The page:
EU Leaders: No Bailout For Greece Until It Fulfills Commitments

Posted November 2nd, 2011 at 7:45 pm (UTC-5)
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APExpress 4 – 11/2/2011 4:31:00 PM – AP-APTN-2030: France G20 Arrivals 2

French President Nicolas Sarkozy and German Chancellor Angela Merkel say Greece will receive no more European bailout aid until it fulfills its commitments to the eurozone.

The two leaders made the announcement Wednesday in Cannes after a meeting with Greek Prime Minister George Papandreou to discuss his surprise announcement Monday of a referendum on a eurozone bailout deal reached last week.

The plan hammered out October 27 includes a 50 percent write-off on the Greek debt to private European banks. But it also includes tough austerity measures for Greece, which are fiercely protested in the Mediterranean country.

Speaking to reporters after Wednesday's meeting, Mr. Sarkozy said that Greece must decide whether it wants to stay in the eurozone or return to its former currency . He also said if the provisions of the loan agreements are not respected, neither Europe nor the IMF can release any more money for Athens.

German Chancellor Angela Merkel said that Germany wanted to stabilize the euro zone with Greece as a member, but stabilizing the euro was ultimately more important than rescuing Greece.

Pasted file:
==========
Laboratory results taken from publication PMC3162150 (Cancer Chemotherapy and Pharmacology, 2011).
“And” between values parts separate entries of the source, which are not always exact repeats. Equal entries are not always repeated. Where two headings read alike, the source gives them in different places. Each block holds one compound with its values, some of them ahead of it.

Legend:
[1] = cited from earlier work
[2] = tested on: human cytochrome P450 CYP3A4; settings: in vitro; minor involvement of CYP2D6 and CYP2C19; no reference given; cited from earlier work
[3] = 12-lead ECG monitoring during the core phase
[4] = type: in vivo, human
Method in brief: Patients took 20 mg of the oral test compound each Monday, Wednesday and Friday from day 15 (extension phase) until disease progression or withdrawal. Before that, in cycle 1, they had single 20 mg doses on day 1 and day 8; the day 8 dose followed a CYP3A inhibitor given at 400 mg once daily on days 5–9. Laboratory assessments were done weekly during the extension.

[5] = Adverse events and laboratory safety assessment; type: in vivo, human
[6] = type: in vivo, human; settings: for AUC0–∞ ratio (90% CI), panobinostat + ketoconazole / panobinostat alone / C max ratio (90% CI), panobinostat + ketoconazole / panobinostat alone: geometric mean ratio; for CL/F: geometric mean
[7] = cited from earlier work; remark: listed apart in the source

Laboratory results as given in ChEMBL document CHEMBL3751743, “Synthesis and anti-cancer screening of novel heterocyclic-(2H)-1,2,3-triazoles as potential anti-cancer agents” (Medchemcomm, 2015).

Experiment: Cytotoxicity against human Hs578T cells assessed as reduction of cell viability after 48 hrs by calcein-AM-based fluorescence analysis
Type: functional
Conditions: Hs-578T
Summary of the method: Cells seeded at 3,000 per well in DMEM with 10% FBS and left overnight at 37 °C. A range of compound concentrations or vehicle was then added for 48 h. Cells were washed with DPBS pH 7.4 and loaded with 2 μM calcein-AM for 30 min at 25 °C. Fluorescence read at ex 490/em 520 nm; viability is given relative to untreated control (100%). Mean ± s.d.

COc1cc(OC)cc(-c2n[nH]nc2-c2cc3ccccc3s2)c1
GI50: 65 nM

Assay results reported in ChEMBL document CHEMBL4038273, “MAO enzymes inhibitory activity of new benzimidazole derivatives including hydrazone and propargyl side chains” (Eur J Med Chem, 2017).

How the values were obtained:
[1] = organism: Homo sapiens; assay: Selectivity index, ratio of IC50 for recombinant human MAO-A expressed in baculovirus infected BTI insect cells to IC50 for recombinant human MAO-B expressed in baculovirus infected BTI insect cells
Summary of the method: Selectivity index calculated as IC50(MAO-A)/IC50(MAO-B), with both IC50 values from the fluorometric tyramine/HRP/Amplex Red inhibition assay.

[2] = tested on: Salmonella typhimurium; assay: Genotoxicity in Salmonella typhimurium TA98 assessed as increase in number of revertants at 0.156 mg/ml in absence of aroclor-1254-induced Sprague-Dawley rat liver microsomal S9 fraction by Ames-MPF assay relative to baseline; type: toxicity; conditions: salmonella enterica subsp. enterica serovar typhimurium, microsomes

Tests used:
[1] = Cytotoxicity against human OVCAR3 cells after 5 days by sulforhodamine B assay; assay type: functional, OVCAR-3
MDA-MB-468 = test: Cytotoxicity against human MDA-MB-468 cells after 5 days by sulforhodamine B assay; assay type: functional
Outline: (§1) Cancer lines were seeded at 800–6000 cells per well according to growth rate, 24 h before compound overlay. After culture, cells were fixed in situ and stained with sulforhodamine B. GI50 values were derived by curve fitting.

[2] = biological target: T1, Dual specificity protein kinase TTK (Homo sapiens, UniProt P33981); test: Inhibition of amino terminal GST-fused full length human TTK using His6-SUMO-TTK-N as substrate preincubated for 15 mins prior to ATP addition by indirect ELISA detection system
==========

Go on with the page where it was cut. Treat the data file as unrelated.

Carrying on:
Senior European leaders also told Mr. Papandreou that the bloc cannot wait for weeks on the Greek referendum. Mr. Papandreou said the vote would be held on December 4 or 5 and that Greece's future in the eurozone will depend on it.

International Monetary Fund Director Christine Lagarde said a decision on the next installment of bailout money for Greece will be made after the referendum.

Key European leaders held talks Wednesday in Cannes, France, ahead of the G20 summit Thursday.

Greece is not a member of the G20 group of leading and emerging economies, but Mr. Papandreou's referendum plan has become the summit's central issue.

The call for the Greek vote sent panic through world stock markets plunging Tuesday.

The agreement reached last week calls for banks to forgive $140 billion in Greek debt to help stabilize its precarious finances. But the Greek people have protested loudly, and sometimes violently, against the austerity measures demanded by international creditors.

Greek Cabinet ministers have given their support for Mr. Papandreou's referendum plan. But whether he can survive Friday's scheduled confidence vote in parliament remained in question.